Citing data from the Philippine Overseas Employment Administration (POEA), he said there has been an increase in the number of Filipinos wanting to leave the Philippines to find work in other countries.
From 2,500 average daily deployment before Aquino became President, the number rose to 6,092 during the first quarter of this year.
Binay also noted the “incompetence and insensitivity” of the Aquino administration.
He said the “insensitivity” was seen on how the administration addressed the incidents in Luneta (Rizal Park in Manila), Tacloban City, Zamboanga and Mamasapano.
In August 2010, a hostage-taking in Luneta hogged headlines worldwide after a botched rescue attempt that resulted in the death of the hostage-taker, disgruntled former police officer Rolando Mendoza, and eight Chinese tourists.
In the aftermath of Typhoon Yolanda in November 2013 in Tacloban City, Leyte, the Vice President quoted the President as saying, “Buhay pa naman kayo, di ba [Oh, but you are all still alive, aren’t you]?”
Binay said that while a comprehensive rehabilitation and recovery plan worth P170 billion was outlined, the money and donations given by other countries appear to have also been swept away by the typhoon.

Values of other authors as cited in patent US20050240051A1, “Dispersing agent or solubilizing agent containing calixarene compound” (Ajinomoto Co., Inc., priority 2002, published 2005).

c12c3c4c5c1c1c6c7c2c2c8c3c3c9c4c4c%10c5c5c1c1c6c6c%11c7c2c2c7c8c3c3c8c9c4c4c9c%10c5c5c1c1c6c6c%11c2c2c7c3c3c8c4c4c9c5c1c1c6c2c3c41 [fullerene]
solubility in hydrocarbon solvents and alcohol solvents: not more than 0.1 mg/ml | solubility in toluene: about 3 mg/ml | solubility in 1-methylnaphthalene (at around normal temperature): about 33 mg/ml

In Zamboanga, more than 200 were killed and thousands were left homeless but the “greater tragedy” awaited in the evacuation centers where women and children were raped and forced into prostitution.
The Vice President then slammed Aquino’s failure to recognize 44 police commandos who died during the Mamasapano clash in January this year.
“Sa Mamasapano, apatnapu’t apat ang nagbuwis ng buhay at marami ang sugatan. Ngunit kahit pahapyaw, hindi nabanggit ang kanilang kabayanihan sa SONA. Kahit T.Y. ay wala [In Mamasapano, 44 officers gave up their lives for the country. But their heroism was neither acknowledged nor mentioned in the SONA. They did not even get a ‘thank you’].”